POS-FFOS Retreat - Columbia, Tennessee 2007 era

About Complex Adjustment after Suicide:

Personal (situational) difficulties are unavoidable and ubiquitous.  These pitfalls will snuff the light out on you.  At best, this can leave victims living in the shadows. 

All the while we continue to masquerade around as though nothing has changed.  To get on to the next day, we are left to adjust our expectations or pretend that we are in control and okay.  Pretending is grueling work.  I have watched folks, that have been deeply hurt, but their outward persona does not reveal what is going on inside. 

Some that grieve do a better job of masking their situation. Some will (for whatever reasons) spend a lifetime nursing wounds that they are unable to heal.  The emotional scars that heal still retain the power to remind us that the past was real. 

I suppose we have all learned to perform for one reason or other.  We start this process as children.  We learn to pretend and become masters of excuses.  We carry on life (at some level) in “performance mode.” 

Scatted within the events of life are all sorts of good and not so good experiences.  During the growing up years, we are at risk of becoming handicapped by neglect and/or abuse.  Either one can have us contrasting our current situation with our past history.  Reality is these situations occur and take a toll on our self-esteem. 

Teachers and other role models can inspire us to rise above our past.  None of mine were famous.  If I shared their names, you would have never heard of them.  They were only “famous” in my eyes.  None would have been considered “near perfect,” either.  Yet there are those that were abused and carry irreparable scars.  SAD stuff.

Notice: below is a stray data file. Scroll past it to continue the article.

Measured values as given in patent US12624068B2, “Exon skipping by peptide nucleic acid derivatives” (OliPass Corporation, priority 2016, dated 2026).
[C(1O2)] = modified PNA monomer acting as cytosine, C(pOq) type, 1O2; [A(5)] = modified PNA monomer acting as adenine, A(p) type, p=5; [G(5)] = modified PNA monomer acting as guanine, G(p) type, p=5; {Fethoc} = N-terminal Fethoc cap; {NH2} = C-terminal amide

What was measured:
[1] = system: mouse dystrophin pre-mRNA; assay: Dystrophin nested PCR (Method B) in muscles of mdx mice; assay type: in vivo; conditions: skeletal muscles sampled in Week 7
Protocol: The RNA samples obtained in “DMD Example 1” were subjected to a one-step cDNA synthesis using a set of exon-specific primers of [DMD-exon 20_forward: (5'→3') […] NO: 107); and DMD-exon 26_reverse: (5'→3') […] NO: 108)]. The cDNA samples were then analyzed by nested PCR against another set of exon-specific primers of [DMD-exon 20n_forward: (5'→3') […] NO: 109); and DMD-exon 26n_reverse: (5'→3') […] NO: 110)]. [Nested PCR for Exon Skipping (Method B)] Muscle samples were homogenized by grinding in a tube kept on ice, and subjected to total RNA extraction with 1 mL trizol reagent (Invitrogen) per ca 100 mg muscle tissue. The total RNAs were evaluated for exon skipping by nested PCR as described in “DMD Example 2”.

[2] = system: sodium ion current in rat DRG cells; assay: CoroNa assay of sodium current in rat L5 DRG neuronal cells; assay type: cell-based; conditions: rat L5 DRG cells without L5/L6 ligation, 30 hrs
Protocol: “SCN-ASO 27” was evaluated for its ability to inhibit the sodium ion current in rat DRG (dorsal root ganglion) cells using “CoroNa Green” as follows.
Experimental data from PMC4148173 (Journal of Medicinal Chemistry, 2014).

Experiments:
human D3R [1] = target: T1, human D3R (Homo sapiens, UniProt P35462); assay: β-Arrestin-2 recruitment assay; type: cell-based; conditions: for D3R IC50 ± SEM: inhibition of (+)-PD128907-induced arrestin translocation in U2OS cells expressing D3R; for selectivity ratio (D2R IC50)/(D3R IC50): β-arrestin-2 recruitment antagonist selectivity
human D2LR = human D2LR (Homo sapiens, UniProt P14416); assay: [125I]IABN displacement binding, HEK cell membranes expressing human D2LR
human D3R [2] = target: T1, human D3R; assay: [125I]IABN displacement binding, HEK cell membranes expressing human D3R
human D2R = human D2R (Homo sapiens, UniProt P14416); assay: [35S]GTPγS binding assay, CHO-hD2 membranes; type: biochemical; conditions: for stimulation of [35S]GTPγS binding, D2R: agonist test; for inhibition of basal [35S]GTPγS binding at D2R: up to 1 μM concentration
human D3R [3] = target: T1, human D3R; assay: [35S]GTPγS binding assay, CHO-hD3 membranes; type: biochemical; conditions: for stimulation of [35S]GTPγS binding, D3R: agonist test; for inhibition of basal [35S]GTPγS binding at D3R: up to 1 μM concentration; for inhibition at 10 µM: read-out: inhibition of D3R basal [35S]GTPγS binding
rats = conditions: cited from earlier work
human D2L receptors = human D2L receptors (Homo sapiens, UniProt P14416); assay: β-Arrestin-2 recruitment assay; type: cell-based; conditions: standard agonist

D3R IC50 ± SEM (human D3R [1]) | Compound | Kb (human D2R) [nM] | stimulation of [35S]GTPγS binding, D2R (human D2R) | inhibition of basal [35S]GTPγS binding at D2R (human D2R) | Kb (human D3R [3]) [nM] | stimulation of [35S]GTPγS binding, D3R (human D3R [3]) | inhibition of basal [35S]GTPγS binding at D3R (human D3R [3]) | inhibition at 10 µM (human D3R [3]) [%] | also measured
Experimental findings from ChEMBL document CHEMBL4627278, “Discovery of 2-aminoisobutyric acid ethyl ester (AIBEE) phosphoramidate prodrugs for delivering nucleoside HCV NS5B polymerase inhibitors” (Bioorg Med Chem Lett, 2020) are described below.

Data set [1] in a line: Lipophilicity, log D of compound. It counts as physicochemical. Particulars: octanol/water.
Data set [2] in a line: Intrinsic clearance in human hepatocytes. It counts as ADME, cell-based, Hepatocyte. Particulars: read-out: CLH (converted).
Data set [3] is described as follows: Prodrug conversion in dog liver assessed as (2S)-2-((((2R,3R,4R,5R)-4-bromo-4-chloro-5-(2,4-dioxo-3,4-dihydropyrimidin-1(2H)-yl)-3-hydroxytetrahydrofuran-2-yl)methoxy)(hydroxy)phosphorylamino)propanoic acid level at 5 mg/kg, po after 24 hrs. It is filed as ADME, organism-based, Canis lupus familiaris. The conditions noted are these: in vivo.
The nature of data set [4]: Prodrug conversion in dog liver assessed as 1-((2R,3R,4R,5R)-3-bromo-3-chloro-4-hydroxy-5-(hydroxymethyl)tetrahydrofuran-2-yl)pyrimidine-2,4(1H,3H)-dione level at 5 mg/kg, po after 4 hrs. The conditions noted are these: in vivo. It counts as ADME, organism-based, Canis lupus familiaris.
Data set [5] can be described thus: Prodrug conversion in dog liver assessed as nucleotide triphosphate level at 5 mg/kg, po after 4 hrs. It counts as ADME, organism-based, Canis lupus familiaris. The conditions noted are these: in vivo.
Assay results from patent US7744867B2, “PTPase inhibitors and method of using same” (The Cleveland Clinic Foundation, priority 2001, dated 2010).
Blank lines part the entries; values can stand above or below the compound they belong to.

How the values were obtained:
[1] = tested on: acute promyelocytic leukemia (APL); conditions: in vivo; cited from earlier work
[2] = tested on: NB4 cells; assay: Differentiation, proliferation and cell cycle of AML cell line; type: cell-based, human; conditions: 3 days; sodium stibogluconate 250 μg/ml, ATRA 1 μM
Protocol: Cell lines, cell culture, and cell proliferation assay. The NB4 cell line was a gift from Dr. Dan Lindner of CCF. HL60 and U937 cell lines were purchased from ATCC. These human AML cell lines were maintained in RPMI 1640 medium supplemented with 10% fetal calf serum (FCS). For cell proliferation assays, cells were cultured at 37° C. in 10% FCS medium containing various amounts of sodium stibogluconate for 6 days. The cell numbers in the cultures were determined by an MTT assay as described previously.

The human spirit seems to drive us to present our character for public recognition.  Suicide puts a huge glitch in our personal history.  For years, as a survivor, I was driven by the need and desire to explain what I now realize is unexplainable.  No matter what conclusions I would make, given time and new insights, I would change my mind.  Afterwards, I would struggle to translate this into dialogue and it invariably it fell short of my intent.  In the end, I would have further compromised my situation. 

Below the surface chatter that ensued, the question of “why” lived on. 

After a number of years, I finally adjusted to saying “I do not know.”  “I don’t know is the truth" . . . so simple, yet so complex.  Counter to what the human spirit expects. 

Today, I know the complication of explaining my own actions.  So why would I ever think I could explain why someone would choose to end their life. 

Emotions need some degree of balance – for us to achieve PEACE. 

Through it all, there is still hope.  Hope that we will find someone to share with, care with, help us heal and encourage us to get up and Keep On, Keeping On. 

Originally written on a Sunday morning July 24th, 2012. 


An example:

Some adjustments seem simple at first glance but stymie us . . . like do I Move or Stay put?